“…having bowed to the inevitability of the dictum that we must eat to live, we should ignore it and live to eat…”
― M.F.K. Fisher
Fun Food Facts #19:
BRIEF FACTS ABOUT BANANA
- You don’t need to eat bananas
for the potassium! (Although it is present in bananas, potassium is the predominant nutrient among most all fruits and vegetables.)
- Bananas are high in sugar,
so they should not be eaten if you have blood sugar problems.
- Don’t eat bananas on an empty stomach; combining them with a bit of protein will help to normalize the insulin response caused by the sugar in the banana.
- Green-tipped bananas are better for your health than over-ripe bananas.
- On a side note: Because bananas are so popular, rainforests are often destroyed to make way for banana plantations.
Facts provided by: www.mercola.com
Words can’t tell how much I admire Dan Barber even from only a fragment of what he’s telling us about food. As an advocate of farm-to-table and sustainable farming, the second episode of Chef’s Table with him explains so much about his vision to provide not just good food but to feed the world as well.
One episode about him explaining how he fell in love with the fish, the enlightening yet hilarious speech he had with TED in 2010, and now with Chef’s Table should be more than enough to understand that Dan Barber’s vision is really in line with our well-being for the future.
There are movements of locavore or farm-to-table concept restaurants found in many places around the globe now including Bali and some of classy establishments in Jakarta. However, aside from utilizing the local produce to help sustain the farmer’s welfare, how would we know about the rest of this mechanism?
Not only that Dan Barber is an accomplished chef and restaurateur with his Blue Hill restaurants, he is also mentioned as an “investigative journalist” said one of his partners. He traced back thoroughly and asking everything about how good food should came from and that ultimately, the answer lies in his late grandmother’s dream to sustain their family farm in Massachusetts.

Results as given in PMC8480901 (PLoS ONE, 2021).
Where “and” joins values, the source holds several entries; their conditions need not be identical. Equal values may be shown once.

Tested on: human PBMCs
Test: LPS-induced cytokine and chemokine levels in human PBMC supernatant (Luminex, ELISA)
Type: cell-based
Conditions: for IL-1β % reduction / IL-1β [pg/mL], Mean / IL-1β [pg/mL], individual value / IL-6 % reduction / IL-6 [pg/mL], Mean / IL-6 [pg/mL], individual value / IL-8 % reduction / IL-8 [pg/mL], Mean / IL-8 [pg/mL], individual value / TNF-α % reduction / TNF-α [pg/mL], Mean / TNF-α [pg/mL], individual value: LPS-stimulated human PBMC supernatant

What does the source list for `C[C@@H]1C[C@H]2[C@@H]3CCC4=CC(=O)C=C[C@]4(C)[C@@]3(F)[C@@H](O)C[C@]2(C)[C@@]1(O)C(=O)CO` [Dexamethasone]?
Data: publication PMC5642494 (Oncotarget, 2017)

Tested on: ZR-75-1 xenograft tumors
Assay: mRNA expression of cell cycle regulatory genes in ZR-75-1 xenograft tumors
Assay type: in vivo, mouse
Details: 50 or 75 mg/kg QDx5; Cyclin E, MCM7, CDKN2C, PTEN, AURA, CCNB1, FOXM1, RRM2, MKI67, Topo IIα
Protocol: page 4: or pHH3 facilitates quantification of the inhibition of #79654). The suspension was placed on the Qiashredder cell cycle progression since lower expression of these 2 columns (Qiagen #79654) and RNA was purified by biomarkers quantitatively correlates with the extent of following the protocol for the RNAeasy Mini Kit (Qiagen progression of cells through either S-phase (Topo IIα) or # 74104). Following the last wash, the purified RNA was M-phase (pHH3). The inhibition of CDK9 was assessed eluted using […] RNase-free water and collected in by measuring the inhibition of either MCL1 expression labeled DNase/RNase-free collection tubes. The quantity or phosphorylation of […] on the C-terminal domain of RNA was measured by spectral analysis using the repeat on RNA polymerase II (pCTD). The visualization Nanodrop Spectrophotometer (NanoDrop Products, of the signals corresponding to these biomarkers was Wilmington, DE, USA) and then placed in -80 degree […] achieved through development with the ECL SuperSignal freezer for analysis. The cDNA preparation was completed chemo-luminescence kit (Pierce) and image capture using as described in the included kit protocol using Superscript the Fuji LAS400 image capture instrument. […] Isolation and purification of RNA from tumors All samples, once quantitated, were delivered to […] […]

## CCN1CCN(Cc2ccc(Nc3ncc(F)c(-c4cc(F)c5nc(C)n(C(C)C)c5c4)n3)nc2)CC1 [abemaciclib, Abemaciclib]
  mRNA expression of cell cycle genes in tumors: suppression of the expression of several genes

With a clear and colorful explanation that good food should came from good resource, Dan Barber departs on a venture to maximize the quality of the source, which can only be accomplished through completing the cycle of sustainability farming.
For example, he eloquently told us on how to produce good milk and that should came from good pasture. Quality grass and hay can be achieved with good manure coming from the kitchen. With the forest starting to encroach the farm, he also needs goat to sweep away the “threat”. Only by then, the result of good pasture can be seen and consumed by the cows. Thus, they will produce good milk.
With his Stone Barns Center for Food & Agriculture, he and his team develops the best way for farming while also cooperating with other local farms around them. The goal is to introduce people again with the food, the quality, and the farmers; while also appreciating the hardships to grow these fine ingredients.
The rest is history. His devotion in the kitchen, his family life, his teamwork, his creativity, and everything altogether evolve into something that most of us never seen before, something that perhaps each and every one of us should be aspired of.
I am sincerely hoping to grab the knowledge from this chef and to share it with the whole world about the importance on sustaining the nature. That one lecture at TED was the gateway for seeing the reality and also to idealize ourselves to achieve the grandeur. With people like Dan Barber and other brilliant people from different industries, we may well be ready to see that future not long from now.
At least while in the process for that, I’d love to visit Blue Hill also someday soon! *crossing fingers
Trailer (Dan Barber)
Images and videos are courtesy of Netflix